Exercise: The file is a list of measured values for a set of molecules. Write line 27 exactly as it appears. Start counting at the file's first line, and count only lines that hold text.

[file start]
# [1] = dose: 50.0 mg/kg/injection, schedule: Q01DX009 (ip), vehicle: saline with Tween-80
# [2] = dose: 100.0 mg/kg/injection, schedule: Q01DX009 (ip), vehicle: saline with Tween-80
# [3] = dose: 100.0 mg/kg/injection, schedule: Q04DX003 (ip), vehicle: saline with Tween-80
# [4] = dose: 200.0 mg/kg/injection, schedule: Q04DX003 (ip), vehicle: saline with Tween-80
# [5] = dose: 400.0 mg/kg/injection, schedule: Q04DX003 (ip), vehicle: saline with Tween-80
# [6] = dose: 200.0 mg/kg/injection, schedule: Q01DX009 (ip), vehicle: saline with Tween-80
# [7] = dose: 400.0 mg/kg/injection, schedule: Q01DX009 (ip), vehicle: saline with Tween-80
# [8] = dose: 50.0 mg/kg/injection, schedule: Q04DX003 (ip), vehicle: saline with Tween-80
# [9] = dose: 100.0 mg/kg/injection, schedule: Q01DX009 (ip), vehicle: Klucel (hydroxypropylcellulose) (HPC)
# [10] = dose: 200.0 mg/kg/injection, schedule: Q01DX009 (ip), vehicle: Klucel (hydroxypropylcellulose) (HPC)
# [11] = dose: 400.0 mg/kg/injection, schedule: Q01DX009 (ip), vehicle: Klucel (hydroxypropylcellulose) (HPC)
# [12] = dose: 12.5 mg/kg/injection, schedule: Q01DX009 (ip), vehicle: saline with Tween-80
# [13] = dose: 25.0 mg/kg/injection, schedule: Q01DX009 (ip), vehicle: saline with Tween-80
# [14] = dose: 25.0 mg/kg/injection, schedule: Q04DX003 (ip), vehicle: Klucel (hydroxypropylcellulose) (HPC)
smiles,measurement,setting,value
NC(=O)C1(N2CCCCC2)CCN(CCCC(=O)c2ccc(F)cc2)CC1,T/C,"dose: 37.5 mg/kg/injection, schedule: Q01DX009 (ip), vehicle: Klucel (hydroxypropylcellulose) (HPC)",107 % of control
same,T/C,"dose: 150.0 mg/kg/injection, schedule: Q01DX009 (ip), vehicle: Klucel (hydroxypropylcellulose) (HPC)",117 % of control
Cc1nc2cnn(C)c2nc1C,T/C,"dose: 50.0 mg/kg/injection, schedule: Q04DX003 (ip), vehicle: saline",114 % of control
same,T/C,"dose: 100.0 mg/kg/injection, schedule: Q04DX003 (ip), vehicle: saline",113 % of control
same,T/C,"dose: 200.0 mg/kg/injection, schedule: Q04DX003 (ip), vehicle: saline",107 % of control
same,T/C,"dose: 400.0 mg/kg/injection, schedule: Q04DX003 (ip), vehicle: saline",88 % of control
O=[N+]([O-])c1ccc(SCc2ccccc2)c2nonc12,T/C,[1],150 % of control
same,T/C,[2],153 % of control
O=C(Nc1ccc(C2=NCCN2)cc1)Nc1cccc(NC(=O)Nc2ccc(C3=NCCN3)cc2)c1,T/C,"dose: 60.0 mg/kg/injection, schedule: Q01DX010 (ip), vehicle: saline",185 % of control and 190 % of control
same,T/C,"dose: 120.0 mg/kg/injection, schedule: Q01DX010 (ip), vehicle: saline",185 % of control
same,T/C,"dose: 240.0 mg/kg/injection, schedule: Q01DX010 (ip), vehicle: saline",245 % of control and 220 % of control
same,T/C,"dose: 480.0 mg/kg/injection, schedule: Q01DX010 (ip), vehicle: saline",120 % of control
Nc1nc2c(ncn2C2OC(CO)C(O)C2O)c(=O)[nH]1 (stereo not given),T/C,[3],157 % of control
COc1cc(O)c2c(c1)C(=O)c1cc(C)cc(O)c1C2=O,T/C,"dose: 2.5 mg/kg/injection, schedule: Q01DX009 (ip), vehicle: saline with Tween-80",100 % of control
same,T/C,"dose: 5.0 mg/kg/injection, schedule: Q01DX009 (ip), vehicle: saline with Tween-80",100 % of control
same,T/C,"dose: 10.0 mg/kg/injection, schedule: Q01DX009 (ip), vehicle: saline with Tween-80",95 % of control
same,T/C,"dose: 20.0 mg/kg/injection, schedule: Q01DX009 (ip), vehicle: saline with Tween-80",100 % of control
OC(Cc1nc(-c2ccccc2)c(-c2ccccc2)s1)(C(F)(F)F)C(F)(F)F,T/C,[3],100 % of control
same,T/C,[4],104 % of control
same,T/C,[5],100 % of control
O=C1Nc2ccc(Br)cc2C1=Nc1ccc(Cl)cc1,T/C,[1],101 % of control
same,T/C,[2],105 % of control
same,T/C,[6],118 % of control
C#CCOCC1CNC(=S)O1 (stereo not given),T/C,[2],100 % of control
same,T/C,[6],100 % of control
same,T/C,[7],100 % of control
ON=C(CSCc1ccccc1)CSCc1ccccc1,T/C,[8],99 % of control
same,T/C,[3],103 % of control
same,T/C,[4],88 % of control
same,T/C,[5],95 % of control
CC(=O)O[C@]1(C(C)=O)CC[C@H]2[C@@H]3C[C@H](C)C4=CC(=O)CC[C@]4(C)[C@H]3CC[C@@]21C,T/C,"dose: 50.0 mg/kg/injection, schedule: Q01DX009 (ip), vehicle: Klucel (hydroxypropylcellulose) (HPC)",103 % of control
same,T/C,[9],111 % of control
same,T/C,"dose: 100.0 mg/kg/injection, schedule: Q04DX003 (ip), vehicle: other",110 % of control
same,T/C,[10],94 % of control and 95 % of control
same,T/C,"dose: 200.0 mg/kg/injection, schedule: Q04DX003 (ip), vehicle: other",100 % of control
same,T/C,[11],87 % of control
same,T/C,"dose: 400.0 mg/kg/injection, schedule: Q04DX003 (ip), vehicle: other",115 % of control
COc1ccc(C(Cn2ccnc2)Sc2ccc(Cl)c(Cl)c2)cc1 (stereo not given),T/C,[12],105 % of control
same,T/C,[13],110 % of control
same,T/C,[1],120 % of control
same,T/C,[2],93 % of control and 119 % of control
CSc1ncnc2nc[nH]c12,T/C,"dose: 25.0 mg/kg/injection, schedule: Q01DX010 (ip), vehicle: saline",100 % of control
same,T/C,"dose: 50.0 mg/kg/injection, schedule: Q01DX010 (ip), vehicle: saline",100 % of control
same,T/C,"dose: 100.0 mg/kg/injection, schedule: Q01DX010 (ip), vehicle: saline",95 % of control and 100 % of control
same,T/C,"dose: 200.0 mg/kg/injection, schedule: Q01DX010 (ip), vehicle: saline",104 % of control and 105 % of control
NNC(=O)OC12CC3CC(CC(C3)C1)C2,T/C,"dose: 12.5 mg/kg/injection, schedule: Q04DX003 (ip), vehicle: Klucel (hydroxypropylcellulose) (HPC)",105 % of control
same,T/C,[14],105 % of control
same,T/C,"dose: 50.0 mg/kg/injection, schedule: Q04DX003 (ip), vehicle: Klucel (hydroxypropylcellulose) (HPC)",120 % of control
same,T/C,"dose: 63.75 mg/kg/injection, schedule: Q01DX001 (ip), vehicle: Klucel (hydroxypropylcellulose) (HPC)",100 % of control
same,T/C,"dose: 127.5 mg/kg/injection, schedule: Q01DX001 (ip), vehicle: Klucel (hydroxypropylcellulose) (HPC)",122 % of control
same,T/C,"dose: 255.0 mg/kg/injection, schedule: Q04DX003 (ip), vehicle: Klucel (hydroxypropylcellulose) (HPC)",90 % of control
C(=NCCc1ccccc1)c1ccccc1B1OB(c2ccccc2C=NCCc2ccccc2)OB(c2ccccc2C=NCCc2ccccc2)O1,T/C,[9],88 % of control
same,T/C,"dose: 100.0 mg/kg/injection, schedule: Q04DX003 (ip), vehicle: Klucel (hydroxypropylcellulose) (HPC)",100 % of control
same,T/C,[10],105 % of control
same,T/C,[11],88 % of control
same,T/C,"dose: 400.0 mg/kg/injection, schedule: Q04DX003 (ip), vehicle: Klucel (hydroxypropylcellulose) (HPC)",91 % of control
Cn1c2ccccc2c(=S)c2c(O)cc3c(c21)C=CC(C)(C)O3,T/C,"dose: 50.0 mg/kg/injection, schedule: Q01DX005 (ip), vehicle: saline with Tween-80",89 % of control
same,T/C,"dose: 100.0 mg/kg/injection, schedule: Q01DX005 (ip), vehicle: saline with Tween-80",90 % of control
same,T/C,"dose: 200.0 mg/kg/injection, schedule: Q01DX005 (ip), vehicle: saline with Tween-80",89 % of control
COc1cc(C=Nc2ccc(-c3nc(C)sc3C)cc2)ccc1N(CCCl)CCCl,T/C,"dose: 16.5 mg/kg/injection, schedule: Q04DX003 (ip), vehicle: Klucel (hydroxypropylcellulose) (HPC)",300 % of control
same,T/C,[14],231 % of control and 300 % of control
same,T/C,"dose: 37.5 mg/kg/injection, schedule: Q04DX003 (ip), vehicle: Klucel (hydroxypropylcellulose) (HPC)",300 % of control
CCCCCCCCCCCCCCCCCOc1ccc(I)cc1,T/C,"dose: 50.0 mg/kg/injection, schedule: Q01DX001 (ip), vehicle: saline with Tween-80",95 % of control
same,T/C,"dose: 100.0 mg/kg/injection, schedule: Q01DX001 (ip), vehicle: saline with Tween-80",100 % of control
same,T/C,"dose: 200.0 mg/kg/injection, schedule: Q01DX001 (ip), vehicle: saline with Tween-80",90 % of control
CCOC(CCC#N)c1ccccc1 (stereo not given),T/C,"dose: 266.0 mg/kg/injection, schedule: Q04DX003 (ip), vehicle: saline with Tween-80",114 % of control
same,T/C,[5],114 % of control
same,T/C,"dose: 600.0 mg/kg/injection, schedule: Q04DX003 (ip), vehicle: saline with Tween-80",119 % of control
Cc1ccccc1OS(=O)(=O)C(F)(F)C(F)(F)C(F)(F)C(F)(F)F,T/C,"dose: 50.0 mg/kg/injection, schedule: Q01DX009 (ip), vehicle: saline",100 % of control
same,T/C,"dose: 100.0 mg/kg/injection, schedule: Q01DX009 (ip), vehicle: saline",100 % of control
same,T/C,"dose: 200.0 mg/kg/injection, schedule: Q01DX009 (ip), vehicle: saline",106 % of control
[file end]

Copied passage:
same,T/C,"dose: 480.0 mg/kg/injection, schedule: Q01DX010 (ip), vehicle: saline",120 % of control